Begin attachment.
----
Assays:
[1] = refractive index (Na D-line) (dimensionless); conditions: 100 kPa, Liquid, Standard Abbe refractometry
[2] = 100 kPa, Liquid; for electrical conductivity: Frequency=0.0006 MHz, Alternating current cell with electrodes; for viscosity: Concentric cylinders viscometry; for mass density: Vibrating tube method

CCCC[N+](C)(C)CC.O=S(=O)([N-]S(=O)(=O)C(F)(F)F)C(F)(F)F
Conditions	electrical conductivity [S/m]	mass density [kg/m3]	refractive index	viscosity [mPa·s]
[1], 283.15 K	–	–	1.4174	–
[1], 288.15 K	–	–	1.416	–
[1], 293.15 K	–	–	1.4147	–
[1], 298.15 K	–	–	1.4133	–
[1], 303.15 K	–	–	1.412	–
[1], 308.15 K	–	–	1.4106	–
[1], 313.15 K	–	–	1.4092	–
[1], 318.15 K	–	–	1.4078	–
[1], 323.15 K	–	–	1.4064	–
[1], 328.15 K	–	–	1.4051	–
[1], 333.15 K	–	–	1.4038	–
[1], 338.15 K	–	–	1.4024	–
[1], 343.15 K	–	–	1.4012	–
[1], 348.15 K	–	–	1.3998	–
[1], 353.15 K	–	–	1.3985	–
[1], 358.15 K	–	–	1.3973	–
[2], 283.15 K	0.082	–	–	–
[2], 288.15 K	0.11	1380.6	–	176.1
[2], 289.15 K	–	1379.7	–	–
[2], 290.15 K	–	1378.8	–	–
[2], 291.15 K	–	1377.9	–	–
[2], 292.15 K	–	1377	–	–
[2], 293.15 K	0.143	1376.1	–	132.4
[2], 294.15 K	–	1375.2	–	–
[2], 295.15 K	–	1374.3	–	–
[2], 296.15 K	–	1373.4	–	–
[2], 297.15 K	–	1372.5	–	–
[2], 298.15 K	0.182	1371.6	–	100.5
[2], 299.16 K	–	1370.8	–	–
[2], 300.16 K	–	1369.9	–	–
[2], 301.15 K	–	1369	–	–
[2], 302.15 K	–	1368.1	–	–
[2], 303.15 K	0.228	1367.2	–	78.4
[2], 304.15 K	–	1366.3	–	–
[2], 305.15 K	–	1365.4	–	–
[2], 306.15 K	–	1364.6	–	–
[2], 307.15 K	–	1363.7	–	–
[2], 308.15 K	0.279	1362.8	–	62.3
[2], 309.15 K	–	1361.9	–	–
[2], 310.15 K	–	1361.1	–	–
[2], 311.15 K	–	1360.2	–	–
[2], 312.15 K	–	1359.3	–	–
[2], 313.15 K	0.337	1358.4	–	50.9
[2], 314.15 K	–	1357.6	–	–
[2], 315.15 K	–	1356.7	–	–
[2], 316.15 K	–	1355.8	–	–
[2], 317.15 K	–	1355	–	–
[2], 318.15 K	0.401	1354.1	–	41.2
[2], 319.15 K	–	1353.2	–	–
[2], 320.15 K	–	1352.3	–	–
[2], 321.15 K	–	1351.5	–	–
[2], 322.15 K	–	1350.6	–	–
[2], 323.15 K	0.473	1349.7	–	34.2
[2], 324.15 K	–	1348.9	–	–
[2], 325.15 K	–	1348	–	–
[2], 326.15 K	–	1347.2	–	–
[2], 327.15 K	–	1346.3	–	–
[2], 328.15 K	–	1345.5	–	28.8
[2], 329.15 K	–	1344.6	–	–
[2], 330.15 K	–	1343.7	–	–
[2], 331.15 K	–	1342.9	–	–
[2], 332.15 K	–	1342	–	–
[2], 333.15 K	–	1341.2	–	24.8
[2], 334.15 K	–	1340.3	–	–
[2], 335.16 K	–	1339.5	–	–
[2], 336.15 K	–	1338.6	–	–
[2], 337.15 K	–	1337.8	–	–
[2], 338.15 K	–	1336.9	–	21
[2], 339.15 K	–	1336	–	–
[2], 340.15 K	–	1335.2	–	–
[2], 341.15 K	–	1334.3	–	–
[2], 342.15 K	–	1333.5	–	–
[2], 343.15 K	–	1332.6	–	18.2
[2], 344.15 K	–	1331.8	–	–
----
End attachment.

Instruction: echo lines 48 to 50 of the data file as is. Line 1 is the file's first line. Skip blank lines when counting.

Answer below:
[2], 313.15 K	0.337	1358.4	–	50.9
[2], 314.15 K	–	1357.6	–	–
[2], 315.15 K	–	1356.7	–	–